The company did have a plan, titled "BP Regional Oil Spill Response Plan -- Gulf of Mexico," approved by the federal government. But on closer inspection, it was a pretty flimsy document. Rick Steiner, a marine biologist and former University of Alaska professor who has worked on numerous oil spills... points out that the plan discusses the need to protect walruses, seals and sea lions, animals that do not exist in the gulf, which strongly suggests a cut-and-paste-job. A Web address given for a response contractor's equipment list goes instead to a Japanese shopping site. The good ol' boys at the MMS [Minerals Management Service of the U.S. Department of the Interior] may not have been closely reading this plan when they signed off, suggests Steiner.The AP has since expanded on the glaring deficiencies of the 582-page BP "plan." In an analysis published June 9 on the Christian Science Monitor website, the AP's Holbrook Mohr, Justin Pritchard, and Tamara Lush write:
Professor Peter Lutz is listed in BP's 2009 response plan for a Gulf of Mexico oil spill as a national wildlife expert. He died in 2005.Read the entire article; it's enough to make anyone sick.
Under the heading "sensitive biological resources," the plan lists marine mammals including walruses, sea otters, sea lions and seals. None lives anywhere near the Gulf.
The names and phone numbers of several Texas A&M University marine life specialists are wrong. So are the numbers for marine mammal stranding network offices in Louisiana and Florida, which are no longer in service.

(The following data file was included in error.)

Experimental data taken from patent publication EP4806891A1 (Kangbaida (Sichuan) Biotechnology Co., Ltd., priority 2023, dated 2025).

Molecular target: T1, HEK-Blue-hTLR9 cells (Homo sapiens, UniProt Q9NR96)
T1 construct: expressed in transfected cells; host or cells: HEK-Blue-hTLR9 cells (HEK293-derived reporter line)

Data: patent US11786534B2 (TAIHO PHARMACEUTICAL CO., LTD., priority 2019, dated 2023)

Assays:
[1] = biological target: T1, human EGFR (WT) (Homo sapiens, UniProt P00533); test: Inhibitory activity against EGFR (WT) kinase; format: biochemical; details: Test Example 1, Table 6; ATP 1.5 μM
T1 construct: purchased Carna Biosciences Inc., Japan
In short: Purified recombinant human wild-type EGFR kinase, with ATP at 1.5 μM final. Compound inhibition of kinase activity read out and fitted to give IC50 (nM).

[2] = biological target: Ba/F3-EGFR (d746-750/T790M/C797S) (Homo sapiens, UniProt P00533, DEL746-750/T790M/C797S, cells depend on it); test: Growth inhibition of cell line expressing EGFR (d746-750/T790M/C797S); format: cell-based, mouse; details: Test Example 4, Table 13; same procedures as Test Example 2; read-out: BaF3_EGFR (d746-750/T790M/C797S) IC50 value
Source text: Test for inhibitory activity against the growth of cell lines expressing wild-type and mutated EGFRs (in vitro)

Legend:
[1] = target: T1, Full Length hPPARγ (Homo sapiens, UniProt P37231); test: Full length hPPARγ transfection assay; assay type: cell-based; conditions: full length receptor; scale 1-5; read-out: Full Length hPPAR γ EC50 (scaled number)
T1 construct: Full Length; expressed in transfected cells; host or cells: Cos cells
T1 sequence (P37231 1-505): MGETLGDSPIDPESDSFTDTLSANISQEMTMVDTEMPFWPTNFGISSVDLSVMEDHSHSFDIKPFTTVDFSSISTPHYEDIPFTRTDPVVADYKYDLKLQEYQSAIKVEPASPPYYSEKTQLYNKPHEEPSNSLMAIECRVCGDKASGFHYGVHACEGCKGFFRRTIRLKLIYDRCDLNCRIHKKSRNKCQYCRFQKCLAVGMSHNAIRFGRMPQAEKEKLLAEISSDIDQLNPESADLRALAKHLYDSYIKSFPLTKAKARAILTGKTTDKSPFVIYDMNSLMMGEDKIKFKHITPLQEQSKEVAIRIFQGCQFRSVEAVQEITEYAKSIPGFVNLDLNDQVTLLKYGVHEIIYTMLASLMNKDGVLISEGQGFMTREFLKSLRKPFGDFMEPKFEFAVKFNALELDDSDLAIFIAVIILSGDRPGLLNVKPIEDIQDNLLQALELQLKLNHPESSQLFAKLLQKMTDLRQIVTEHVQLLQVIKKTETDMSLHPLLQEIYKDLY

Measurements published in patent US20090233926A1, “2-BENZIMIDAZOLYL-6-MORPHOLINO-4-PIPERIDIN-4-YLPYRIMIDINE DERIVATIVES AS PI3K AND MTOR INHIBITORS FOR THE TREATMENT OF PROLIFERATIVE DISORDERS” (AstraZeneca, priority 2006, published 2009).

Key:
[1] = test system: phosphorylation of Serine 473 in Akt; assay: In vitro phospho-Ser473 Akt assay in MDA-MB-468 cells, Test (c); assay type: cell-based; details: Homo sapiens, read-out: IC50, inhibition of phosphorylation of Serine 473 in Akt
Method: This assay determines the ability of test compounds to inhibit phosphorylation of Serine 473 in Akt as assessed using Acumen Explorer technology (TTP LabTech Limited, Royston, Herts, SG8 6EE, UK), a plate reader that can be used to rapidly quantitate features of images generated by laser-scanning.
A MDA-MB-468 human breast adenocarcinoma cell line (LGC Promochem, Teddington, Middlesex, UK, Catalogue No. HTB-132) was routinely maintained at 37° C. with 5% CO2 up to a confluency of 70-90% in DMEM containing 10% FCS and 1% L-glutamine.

President Obama was quoted in the Newsweek article as decrying the "cozy relationship" between oil companies and Interior's MMS. In view of the government's "oversight" of the BP disaster plan, approved just last year, that seems a huge understatement.
Are we hiring poli sci majors to regulate petroleum engineers? Where are our in-house experts? When we speak of the revolving door between industry and government, are we taking only lobbyists in? Don't scientists ever come over as well?
Like all the oil companies, BP has made billions -- billions -- just in the past couple of years as gasoline prices soared to new heights. Weren't any of those profits reinvested in serious assessment of the responsibilities that BP and the other oil companies have taken on? -- have begged to take on?
We already have one prominent British businessman in the federal pen -- Conrad Black, or, if you must, Baron Black of Crossharbour. Can't we make room for Tony Hayward too? (And, yes, can we also cashier and, hopefully, prosecute the government bureaucrats responsible for approving Hayward's fraudulent disaster plan?)
But blogging should not be all negative. That's the mainstream media's angle. The Blogosphere should be a happier place. So let's close with the same positive where we started, shall we?
The walruses are safe! Koo koo kachoo.
BP graphic taken from this site. Walrus picture taken from linked Christian Science Monitor post.